Court Opinions: 10th Circuit Court of Appeals Opinion for April 6

The 10th Circuit Court of Appeals

Editor’s Note: Law Week Colorado edits court opinion summaries for style and, when necessary, length.

United States v. Gunn

In 2004, while serving a life sentence in an Oklahoma prison, Christopher Gunn joined the Irish Mob Gang. Around 2012, the leadership of the gang changed to a high and low council hierarchy and reoriented the IMG’s focus to making money and selling drugs, including methamphetamine, heroin and marijuana. The high council made final decisions and delegated day-to-day decision-making to the low council. Gunn and several others were on the low council. 

As directed by the councils, imprisoned IMG members coordinated large transactions outside of prison. Using contraband cell phones, members acted as intermediaries between drug suppliers and buyers on the outside. Nearly all the high-ranking IMG members participated in this scheme. 

Several people sold drugs on Gunn’s behalf. Gunn would organize each transaction to have the drugs sold for cash or credit recorded on a ledger.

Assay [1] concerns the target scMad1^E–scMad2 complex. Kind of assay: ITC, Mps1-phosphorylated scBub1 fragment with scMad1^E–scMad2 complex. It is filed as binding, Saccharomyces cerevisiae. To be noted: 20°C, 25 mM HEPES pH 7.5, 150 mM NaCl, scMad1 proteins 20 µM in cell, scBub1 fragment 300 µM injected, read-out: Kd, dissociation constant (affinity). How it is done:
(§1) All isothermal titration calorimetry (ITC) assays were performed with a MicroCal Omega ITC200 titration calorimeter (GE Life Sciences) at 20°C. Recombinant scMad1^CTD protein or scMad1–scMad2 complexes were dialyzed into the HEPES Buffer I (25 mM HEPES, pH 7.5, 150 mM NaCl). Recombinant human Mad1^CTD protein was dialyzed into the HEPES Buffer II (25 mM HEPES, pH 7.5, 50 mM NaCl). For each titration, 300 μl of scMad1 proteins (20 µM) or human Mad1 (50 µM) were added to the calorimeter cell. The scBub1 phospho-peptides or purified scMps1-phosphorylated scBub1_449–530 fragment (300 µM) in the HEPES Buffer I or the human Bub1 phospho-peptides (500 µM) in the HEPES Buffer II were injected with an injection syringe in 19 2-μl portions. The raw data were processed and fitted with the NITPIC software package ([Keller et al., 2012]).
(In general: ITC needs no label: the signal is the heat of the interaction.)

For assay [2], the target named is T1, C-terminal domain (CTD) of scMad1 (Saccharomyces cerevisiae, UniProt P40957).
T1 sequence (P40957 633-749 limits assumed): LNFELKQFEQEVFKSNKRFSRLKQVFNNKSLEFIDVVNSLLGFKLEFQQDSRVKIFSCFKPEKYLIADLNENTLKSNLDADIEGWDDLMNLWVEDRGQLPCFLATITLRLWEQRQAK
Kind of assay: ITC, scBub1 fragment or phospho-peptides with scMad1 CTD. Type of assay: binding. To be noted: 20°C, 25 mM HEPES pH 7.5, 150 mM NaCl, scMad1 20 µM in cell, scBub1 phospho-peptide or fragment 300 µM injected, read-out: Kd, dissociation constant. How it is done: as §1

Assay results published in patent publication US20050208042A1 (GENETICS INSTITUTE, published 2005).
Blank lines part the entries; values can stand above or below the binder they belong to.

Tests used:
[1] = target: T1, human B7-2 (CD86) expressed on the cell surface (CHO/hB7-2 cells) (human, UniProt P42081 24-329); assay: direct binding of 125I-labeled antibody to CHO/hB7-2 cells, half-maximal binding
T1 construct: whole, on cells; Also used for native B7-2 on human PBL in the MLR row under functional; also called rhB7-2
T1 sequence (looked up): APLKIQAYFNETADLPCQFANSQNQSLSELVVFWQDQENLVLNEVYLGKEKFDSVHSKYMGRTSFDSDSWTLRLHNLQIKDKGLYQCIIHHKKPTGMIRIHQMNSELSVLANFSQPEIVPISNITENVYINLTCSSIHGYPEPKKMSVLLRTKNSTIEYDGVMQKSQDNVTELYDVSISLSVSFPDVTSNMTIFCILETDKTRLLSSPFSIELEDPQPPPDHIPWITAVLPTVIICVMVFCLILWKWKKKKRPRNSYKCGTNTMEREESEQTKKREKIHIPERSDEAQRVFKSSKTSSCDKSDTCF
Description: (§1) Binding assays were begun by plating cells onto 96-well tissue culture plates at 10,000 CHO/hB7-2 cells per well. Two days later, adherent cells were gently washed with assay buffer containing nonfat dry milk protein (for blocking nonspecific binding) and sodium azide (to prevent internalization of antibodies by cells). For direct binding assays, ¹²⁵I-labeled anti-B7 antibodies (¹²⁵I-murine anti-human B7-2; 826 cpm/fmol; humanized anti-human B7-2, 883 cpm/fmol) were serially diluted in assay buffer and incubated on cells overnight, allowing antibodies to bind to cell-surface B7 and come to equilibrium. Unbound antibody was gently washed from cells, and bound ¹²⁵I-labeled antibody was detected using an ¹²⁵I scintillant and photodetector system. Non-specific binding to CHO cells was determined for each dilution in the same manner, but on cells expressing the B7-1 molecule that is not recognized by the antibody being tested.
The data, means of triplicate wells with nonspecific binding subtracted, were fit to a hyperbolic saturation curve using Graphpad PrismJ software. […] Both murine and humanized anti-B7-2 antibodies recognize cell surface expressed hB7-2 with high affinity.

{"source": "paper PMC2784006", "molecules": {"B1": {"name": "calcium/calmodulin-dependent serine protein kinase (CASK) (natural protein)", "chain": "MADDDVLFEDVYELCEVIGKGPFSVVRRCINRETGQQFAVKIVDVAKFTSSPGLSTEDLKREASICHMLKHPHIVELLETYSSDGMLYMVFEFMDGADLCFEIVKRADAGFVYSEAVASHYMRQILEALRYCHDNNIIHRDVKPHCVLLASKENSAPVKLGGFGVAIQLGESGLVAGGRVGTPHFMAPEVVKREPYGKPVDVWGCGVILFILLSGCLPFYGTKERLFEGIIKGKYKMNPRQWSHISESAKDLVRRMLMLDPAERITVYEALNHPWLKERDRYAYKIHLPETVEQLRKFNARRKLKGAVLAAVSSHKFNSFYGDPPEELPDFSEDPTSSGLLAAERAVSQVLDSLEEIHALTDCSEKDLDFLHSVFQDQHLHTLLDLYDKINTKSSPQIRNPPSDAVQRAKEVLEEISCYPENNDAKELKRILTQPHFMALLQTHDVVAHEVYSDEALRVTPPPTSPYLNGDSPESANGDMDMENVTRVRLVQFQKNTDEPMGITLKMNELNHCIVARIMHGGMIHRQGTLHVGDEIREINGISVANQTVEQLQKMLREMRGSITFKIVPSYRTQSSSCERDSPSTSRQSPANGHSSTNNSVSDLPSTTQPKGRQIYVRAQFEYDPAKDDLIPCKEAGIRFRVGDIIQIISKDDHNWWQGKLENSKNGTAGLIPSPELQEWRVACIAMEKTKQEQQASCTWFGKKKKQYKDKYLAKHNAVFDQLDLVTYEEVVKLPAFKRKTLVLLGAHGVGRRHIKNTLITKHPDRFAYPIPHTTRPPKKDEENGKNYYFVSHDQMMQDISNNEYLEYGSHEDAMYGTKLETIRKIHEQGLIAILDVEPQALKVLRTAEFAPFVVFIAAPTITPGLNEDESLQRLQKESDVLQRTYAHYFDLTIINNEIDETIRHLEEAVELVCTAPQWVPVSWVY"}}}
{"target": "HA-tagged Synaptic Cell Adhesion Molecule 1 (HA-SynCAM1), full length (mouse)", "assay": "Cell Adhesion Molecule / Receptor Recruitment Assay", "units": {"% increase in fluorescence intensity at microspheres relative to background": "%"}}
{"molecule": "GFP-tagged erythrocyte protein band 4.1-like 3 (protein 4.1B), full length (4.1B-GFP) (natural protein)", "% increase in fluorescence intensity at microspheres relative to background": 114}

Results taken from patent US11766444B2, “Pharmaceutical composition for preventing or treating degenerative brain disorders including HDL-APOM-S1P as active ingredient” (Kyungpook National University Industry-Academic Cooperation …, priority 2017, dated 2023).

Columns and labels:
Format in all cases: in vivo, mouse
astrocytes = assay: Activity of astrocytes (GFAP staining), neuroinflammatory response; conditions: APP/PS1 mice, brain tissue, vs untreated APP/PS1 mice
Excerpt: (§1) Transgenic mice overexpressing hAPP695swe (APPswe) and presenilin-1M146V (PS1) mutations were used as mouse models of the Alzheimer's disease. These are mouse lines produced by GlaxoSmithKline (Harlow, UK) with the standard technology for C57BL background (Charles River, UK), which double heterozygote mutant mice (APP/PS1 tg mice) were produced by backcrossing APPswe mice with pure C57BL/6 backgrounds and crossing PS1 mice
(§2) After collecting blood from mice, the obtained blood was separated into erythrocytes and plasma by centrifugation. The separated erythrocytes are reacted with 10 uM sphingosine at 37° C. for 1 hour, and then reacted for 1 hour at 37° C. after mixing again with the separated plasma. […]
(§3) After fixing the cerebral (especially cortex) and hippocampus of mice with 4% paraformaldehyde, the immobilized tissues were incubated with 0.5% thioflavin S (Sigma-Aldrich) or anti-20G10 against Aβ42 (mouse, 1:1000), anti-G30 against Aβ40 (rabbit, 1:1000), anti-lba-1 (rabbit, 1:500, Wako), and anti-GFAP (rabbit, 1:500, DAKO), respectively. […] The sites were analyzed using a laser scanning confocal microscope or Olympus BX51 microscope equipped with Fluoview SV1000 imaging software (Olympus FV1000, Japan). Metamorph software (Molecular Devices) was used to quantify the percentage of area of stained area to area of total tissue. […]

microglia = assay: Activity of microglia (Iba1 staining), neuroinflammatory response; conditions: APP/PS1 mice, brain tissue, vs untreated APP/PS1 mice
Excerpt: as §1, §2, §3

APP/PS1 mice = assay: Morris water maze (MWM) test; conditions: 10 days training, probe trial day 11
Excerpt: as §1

When the IMG ran into problems or when a member wanted to test a new drug-dealing setup, other members would assist. Gunn offered to supply other members with drugs, introduced IMG members to suppliers and dealt drugs to other incarcerated members. 

In 2016, several high council members were arrested for drug trafficking and dispatched from the prison, creating a leadership void. Gunn was appointed to the high council.

Gunn participated in punishing misbehavior, including ordering an IMG member’s pinkie fingers cut off after he came up short on money, demoting another member for selling to an undercover agent and ordering another member stabbed after suspecting he cooperated with the government. 

In 2018, as part of its ongoing investigation into the IMG, the FBI wiretapped Gunn’s cell phone. By recording Gunn’s calls, agents witnessed two of Gunn’s transactions pay out over a week. In one of the deals, one of the sellers was arrested.